Next, in regards to Shotgun Metagenomic Analysis, scientists take the original sample and just shear it into little pieces.  Then, they sequences the DNA fragments into genes. The low hanging fruit that comes out of the shotgun approach is that you can get the entire gene content of the sample which allows you to map those genes back to the known metabolic pathways that exist in a bacterial cell.  This gives you an idea of the metabolic potential of a given sample.  This allows you to do a basic metabloic reconstruction of the sample.  How well does it metabolize carbohydrates, or polysaccharides, amino acids, etc.  You compare from sample to sample to get an idea of the different metabolic pathway potentials of a give sample.

How does all of the above relate us to Mother Nature?  Mother Nature is the biosphere. The biosphere is the tree of life.  Within the tree of life we are the branches of the evolutionary process and the microbial world our foundation. You could say we are its offspring.  The Human Microbiome Project is making it visibly clear just how marvelously connected we are to the microbial world.  We all Mother Nature, the microbial world and ourselves are one.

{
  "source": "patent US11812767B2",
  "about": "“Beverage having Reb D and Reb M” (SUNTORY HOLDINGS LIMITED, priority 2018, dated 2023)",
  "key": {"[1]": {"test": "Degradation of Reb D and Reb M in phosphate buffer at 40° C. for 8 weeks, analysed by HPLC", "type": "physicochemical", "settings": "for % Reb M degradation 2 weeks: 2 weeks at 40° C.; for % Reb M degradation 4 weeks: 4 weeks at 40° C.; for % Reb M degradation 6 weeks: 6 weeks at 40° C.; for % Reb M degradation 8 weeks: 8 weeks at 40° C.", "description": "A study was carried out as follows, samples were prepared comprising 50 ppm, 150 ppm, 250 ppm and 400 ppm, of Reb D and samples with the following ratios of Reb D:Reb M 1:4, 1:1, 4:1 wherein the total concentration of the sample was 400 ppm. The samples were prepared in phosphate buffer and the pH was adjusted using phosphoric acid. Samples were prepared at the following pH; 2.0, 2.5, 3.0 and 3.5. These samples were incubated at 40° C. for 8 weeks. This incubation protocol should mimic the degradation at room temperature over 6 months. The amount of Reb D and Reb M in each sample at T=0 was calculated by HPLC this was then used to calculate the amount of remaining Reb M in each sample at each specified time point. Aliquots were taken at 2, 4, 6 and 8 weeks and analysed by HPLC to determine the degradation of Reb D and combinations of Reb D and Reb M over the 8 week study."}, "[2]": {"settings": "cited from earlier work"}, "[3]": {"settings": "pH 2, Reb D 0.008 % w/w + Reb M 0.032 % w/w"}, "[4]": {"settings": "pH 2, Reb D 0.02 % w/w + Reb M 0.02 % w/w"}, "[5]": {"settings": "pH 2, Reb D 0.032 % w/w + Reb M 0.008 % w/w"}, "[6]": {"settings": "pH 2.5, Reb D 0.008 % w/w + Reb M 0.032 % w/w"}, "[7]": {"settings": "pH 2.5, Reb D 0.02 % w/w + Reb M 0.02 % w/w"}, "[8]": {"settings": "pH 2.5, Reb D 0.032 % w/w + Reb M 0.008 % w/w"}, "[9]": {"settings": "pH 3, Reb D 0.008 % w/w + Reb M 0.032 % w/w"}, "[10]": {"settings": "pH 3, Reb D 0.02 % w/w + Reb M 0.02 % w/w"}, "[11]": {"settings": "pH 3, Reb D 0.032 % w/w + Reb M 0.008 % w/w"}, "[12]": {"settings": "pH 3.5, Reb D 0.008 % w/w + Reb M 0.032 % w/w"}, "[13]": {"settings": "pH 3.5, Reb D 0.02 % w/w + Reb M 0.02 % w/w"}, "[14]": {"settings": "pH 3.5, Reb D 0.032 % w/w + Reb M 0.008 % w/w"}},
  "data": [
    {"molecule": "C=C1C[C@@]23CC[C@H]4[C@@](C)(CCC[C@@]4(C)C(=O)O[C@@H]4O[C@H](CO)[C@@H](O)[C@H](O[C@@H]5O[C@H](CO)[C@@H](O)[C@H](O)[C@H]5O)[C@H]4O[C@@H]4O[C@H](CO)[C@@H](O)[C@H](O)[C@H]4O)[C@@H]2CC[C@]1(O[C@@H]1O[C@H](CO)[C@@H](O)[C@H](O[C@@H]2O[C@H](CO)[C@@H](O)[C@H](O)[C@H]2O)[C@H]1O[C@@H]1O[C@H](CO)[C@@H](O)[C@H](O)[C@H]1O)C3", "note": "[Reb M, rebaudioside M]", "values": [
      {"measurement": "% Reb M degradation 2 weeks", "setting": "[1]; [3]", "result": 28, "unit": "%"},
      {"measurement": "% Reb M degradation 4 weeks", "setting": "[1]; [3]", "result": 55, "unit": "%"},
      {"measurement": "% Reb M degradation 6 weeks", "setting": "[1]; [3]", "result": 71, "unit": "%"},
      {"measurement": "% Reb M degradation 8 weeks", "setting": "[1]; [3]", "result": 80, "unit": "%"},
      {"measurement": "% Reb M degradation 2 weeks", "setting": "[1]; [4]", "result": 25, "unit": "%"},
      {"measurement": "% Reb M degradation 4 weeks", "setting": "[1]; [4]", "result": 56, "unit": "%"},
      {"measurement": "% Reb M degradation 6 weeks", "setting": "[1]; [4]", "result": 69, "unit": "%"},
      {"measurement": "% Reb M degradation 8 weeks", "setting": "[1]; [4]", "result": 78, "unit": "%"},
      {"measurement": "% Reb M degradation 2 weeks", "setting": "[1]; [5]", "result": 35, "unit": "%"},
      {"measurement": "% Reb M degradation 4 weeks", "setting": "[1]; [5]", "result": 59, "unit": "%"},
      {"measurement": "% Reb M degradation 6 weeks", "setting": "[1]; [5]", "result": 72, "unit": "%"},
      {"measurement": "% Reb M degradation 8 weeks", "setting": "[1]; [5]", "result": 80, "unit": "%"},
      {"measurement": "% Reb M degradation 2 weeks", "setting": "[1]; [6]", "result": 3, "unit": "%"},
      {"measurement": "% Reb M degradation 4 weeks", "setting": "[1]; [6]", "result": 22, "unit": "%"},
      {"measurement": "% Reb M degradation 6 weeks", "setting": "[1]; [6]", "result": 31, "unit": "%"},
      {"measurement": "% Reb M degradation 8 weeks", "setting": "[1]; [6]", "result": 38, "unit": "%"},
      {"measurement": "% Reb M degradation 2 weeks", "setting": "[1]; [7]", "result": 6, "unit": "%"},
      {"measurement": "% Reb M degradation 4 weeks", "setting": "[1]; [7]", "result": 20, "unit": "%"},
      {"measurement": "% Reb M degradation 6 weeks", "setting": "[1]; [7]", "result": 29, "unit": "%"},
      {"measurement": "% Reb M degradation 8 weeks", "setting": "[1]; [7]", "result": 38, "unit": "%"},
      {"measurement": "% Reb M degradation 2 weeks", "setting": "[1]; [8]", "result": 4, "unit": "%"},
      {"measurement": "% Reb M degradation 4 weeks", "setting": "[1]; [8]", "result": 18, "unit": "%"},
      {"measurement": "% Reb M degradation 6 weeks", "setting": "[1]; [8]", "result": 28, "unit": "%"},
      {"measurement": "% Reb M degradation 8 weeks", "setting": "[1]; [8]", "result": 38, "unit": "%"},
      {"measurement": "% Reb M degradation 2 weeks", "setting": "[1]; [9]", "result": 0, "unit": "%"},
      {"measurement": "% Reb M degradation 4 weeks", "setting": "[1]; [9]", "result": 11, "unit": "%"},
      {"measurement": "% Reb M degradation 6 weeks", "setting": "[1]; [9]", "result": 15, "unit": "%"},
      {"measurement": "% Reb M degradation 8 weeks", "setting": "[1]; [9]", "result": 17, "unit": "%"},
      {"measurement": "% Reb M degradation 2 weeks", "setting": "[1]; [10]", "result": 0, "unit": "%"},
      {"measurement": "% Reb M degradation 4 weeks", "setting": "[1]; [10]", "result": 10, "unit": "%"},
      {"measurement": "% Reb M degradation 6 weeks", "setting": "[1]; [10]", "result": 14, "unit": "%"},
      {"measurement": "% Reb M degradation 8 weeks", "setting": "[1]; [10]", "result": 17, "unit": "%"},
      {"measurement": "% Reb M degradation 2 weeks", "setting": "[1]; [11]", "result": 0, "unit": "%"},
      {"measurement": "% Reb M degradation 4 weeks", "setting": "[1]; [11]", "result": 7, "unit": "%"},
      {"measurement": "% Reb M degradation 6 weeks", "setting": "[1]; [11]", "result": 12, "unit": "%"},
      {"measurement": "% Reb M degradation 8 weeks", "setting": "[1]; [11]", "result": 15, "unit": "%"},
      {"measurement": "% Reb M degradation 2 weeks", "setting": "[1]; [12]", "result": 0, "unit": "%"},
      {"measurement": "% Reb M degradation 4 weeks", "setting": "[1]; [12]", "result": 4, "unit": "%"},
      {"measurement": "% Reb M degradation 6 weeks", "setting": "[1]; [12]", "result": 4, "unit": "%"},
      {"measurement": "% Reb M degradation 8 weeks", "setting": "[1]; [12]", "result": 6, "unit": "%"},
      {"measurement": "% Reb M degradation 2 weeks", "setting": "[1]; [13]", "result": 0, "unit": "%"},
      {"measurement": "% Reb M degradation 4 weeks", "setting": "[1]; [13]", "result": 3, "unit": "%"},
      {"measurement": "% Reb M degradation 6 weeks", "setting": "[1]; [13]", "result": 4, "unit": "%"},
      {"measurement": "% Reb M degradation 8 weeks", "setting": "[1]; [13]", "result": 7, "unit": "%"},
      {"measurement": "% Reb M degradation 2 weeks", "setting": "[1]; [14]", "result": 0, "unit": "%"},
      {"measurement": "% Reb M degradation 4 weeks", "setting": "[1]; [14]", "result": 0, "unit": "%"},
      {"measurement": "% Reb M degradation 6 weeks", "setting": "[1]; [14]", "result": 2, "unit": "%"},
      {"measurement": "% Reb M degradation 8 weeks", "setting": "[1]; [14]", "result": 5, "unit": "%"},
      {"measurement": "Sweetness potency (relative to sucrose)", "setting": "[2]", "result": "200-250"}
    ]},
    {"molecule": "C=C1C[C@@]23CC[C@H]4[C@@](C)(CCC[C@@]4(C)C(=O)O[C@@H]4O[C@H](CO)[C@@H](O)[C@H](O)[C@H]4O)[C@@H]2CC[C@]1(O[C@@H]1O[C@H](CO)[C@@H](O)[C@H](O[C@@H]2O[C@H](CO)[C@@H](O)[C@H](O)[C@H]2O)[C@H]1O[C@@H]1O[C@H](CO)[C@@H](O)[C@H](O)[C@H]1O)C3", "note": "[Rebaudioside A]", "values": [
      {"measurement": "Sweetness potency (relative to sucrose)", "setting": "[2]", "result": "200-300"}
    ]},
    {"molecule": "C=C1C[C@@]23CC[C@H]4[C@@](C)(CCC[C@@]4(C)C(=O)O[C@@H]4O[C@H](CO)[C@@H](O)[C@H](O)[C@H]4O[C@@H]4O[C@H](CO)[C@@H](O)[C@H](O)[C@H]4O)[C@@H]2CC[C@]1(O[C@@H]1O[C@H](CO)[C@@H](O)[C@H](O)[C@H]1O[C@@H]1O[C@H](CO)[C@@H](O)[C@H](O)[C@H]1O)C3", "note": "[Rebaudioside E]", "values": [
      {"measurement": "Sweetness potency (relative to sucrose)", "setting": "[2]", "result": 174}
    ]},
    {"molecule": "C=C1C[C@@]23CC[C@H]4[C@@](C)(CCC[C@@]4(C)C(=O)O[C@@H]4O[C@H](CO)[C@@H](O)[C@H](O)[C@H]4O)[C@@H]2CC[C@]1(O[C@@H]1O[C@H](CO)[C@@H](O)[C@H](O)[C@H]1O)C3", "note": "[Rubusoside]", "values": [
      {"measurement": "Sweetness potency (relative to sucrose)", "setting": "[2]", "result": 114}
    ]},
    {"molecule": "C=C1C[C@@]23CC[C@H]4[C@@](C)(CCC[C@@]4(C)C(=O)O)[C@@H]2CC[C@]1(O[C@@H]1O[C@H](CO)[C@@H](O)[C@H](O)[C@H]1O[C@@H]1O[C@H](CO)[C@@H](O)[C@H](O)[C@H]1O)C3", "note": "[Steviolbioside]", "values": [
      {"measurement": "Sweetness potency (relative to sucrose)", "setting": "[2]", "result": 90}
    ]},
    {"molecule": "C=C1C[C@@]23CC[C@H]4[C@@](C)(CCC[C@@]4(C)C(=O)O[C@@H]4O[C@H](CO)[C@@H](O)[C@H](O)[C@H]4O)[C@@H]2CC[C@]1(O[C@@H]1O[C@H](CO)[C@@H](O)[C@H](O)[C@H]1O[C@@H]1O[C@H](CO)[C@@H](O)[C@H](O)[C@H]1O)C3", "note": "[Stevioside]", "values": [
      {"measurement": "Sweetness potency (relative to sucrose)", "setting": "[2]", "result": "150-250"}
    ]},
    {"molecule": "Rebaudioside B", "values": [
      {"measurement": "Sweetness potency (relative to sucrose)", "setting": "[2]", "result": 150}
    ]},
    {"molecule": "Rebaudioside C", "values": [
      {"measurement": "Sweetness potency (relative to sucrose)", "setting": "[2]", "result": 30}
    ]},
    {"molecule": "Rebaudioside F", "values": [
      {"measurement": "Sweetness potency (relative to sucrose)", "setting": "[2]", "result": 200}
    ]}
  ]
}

A very big hug to you all and Happy Holidays from Dohrea and me!

Sincerely yours, Seann Bardell

Clinical Note:

The BioImmersion Synbiotic Formulas are the Original Synbiotic formula, the Beta-Glucan Synbiotic Formula, the Triple Berry Probiotic Formula, the High ORAC Synbiotic Formula, the Supernatant Synbiotic Formula, the Cranberry Pomegranate Synbiotic Formula and the No. 7 Systemic Booster. They represent the following strains:  L. bulgaricus ATCC pending, DUP 14073, L. helveticus ATCC 7994, L. casei ATCC 393, B. infantis ATCC 15697, B. longum ATCC 15707, L. acidophillus ATCC 4356, S. thermophillus ATCC 19258, L. plantarum ATCC 8014 and L. rhamnosus ATCC 7469.

We will be driving into the research on the different strains, relative to human health.

This is the season for giving and in this article collected by The Global Oneness Project called Radical Generosity, Paul Van Slambrouck explores the diversity of gift economy projects around the globe.  It is very thought provoking and inspiring.  Everyone can do it, all can participate.  Check it out.